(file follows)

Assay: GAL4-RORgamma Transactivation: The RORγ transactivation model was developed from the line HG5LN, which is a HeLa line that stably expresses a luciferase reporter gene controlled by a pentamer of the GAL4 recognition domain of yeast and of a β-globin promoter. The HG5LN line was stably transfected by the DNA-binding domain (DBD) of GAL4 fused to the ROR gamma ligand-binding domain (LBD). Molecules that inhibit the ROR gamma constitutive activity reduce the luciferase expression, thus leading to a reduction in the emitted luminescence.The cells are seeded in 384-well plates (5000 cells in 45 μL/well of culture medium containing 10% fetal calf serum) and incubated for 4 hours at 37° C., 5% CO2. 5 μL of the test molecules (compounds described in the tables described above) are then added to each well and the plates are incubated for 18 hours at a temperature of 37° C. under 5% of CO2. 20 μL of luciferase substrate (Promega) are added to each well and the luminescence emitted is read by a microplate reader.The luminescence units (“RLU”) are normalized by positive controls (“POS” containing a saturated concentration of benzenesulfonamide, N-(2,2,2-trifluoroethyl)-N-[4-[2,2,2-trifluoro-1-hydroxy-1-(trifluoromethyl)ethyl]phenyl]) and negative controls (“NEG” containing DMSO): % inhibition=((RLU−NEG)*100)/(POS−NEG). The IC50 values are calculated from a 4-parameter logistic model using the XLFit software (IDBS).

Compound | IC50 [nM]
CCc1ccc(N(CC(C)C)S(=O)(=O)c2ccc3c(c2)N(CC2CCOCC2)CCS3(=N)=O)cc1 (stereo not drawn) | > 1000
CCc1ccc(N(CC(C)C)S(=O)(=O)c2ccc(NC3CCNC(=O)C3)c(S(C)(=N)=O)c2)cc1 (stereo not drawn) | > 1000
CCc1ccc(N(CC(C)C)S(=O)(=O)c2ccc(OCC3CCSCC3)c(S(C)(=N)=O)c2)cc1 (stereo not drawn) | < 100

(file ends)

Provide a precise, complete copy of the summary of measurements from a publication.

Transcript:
Assay: GAL4-RORgamma Transactivation: The RORγ transactivation model was developed from the line HG5LN, which is a HeLa line that stably expresses a luciferase reporter gene controlled by a pentamer of the GAL4 recognition domain of yeast and of a β-globin promoter. The HG5LN line was stably transfected by the DNA-binding domain (DBD) of GAL4 fused to the ROR gamma ligand-binding domain (LBD). Molecules that inhibit the ROR gamma constitutive activity reduce the luciferase expression, thus leading to a reduction in the emitted luminescence.The cells are seeded in 384-well plates (5000 cells in 45 μL/well of culture medium containing 10% fetal calf serum) and incubated for 4 hours at 37° C., 5% CO2. 5 μL of the test molecules (compounds described in the tables described above) are then added to each well and the plates are incubated for 18 hours at a temperature of 37° C. under 5% of CO2. 20 μL of luciferase substrate (Promega) are added to each well and the luminescence emitted is read by a microplate reader.The luminescence units (“RLU”) are normalized by positive controls (“POS” containing a saturated concentration of benzenesulfonamide, N-(2,2,2-trifluoroethyl)-N-[4-[2,2,2-trifluoro-1-hydroxy-1-(trifluoromethyl)ethyl]phenyl]) and negative controls (“NEG” containing DMSO): % inhibition=((RLU−NEG)*100)/(POS−NEG). The IC50 values are calculated from a 4-parameter logistic model using the XLFit software (IDBS).

Compound | IC50 [nM]
CCc1ccc(N(CC(C)C)S(=O)(=O)c2ccc3c(c2)N(CC2CCOCC2)CCS3(=N)=O)cc1 (stereo not drawn) | > 1000
CCc1ccc(N(CC(C)C)S(=O)(=O)c2ccc(NC3CCNC(=O)C3)c(S(C)(=N)=O)c2)cc1 (stereo not drawn) | > 1000
CCc1ccc(N(CC(C)C)S(=O)(=O)c2ccc(OCC3CCSCC3)c(S(C)(=N)=O)c2)cc1 (stereo not drawn) | < 100